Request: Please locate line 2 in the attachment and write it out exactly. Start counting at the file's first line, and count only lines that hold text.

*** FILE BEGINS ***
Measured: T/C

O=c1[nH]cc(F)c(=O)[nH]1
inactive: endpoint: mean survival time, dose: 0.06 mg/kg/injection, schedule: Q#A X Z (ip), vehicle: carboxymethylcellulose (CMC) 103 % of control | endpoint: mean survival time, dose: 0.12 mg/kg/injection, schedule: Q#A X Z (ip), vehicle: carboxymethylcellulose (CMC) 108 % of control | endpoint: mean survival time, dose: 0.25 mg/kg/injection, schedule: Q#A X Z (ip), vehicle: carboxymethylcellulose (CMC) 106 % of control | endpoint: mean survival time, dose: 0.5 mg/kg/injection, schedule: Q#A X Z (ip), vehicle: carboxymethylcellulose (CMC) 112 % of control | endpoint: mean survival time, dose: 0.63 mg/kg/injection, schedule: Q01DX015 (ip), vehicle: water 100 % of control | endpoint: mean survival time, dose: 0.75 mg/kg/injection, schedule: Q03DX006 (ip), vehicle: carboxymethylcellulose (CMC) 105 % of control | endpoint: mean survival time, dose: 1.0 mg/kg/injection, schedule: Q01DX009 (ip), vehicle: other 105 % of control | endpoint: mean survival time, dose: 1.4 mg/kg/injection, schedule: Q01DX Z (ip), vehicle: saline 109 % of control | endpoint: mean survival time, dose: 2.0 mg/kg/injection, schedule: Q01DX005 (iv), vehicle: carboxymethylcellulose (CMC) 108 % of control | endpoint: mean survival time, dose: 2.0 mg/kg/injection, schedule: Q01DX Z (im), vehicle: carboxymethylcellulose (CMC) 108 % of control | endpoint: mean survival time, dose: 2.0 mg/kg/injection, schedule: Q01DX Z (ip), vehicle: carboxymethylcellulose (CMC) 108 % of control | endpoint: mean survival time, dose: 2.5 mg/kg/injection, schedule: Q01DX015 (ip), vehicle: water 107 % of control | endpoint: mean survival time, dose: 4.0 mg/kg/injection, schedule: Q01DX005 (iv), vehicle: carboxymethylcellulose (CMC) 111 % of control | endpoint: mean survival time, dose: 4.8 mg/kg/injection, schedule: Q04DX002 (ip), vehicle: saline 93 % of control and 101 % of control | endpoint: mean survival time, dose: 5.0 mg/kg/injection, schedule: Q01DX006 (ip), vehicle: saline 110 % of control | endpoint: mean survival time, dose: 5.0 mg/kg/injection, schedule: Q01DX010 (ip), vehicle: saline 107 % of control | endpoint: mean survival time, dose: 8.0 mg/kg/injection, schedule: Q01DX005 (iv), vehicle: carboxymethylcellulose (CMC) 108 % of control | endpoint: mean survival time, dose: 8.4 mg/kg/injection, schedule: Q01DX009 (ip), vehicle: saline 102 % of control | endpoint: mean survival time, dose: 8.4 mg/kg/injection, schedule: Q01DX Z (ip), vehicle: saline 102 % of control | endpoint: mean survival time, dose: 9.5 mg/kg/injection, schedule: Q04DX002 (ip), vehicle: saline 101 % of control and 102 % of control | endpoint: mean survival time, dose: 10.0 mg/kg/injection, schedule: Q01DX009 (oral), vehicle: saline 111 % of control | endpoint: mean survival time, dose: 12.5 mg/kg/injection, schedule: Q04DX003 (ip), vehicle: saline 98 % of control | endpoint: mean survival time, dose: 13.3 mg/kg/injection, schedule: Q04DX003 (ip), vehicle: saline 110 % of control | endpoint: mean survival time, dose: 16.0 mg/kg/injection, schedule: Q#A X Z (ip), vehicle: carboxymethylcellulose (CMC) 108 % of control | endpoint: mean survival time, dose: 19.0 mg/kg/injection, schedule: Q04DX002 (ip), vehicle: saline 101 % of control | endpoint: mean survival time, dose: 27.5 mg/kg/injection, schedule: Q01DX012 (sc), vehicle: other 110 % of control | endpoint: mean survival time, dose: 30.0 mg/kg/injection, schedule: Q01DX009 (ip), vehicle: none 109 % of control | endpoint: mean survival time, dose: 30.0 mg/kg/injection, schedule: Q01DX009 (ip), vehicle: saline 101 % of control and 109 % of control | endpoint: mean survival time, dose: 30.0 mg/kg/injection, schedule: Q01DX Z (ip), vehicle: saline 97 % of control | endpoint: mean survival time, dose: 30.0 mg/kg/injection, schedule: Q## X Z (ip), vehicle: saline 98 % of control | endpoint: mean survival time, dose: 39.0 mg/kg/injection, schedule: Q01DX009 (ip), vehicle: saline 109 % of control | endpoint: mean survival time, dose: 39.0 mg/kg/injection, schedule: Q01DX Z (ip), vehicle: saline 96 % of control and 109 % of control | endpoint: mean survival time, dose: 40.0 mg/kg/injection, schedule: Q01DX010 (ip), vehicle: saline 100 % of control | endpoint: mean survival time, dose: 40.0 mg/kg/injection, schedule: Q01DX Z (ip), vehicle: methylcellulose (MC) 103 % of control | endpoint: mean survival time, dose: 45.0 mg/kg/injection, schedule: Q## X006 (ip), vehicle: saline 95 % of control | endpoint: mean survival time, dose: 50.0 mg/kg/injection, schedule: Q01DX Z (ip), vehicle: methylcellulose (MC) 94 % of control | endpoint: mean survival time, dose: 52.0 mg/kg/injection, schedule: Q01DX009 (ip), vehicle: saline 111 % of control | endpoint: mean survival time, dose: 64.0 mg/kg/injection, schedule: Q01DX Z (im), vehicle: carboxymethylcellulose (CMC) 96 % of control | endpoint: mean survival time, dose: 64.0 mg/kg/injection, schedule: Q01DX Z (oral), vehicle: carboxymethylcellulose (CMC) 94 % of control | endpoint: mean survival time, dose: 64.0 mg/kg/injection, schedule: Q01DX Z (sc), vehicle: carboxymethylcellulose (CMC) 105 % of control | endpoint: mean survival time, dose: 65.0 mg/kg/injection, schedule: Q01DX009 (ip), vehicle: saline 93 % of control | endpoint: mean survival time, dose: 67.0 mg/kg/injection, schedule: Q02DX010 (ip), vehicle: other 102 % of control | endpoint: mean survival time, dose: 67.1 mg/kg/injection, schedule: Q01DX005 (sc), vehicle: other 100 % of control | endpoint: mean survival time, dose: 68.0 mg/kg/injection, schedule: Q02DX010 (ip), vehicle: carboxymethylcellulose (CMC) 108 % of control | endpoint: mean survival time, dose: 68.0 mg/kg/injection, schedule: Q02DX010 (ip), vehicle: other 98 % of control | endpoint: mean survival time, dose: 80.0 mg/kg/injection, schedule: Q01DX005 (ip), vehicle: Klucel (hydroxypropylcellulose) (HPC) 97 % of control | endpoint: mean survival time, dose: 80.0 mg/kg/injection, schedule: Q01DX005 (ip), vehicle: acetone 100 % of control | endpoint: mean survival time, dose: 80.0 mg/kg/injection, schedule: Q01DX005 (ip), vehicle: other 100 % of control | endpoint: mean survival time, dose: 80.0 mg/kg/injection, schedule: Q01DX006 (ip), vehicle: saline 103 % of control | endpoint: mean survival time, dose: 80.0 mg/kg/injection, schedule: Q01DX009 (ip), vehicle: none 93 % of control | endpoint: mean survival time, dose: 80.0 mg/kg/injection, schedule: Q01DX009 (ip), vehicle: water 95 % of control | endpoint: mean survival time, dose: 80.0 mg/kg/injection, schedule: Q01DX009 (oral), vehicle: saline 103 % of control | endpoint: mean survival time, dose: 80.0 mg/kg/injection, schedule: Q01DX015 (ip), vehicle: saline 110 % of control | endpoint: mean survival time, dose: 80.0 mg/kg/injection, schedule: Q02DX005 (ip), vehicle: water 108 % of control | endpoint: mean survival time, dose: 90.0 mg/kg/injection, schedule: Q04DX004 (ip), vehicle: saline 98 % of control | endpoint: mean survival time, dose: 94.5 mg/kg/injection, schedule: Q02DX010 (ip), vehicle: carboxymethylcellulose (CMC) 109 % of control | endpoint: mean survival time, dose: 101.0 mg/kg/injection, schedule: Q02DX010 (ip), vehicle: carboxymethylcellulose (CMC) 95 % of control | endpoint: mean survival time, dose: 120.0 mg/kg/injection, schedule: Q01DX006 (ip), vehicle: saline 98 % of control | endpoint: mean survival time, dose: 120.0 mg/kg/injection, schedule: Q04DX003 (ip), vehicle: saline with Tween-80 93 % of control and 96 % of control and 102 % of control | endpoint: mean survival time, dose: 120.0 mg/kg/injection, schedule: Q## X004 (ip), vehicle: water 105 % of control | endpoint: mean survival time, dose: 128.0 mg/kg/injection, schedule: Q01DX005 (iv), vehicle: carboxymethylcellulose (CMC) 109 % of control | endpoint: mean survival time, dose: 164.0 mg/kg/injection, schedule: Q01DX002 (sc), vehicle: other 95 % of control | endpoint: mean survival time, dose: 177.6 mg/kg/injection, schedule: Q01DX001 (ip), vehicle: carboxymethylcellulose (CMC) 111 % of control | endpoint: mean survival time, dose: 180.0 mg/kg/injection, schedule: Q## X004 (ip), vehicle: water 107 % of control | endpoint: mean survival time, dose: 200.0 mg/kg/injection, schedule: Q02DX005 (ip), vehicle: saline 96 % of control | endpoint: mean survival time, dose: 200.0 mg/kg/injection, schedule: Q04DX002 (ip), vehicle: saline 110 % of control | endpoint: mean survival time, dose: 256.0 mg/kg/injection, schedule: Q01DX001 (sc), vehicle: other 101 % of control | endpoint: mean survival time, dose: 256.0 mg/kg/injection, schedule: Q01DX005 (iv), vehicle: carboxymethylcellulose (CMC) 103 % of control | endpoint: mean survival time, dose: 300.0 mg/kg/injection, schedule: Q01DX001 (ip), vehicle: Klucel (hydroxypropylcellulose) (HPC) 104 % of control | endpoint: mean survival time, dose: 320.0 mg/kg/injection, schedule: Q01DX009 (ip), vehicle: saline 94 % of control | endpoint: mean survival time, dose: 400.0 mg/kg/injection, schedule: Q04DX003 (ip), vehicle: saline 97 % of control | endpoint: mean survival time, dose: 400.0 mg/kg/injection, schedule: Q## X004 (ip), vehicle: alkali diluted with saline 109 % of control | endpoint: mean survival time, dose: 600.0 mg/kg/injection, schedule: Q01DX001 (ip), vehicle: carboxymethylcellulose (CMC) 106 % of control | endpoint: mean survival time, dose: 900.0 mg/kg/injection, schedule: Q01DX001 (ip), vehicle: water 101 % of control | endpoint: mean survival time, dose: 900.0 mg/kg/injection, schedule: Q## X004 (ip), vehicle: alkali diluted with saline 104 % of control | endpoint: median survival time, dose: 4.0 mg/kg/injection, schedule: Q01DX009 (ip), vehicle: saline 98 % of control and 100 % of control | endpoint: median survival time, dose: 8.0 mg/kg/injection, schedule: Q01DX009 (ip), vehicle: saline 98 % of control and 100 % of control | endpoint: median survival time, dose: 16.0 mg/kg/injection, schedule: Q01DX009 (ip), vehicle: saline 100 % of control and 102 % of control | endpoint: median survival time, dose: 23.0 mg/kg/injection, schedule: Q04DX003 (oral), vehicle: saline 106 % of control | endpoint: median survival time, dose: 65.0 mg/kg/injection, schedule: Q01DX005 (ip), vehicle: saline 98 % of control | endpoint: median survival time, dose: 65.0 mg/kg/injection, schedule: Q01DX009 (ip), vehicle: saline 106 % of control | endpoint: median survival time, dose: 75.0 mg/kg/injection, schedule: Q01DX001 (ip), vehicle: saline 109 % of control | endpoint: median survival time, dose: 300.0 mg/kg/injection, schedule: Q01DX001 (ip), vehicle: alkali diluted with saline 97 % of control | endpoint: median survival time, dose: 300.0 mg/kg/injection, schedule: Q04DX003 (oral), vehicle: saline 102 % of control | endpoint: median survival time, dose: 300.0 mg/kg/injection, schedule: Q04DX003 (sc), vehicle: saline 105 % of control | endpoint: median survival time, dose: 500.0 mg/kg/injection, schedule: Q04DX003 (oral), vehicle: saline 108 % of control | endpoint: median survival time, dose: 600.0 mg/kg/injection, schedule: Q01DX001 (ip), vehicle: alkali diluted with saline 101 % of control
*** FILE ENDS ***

O=c1[nH]cc(F)c(=O)[nH]1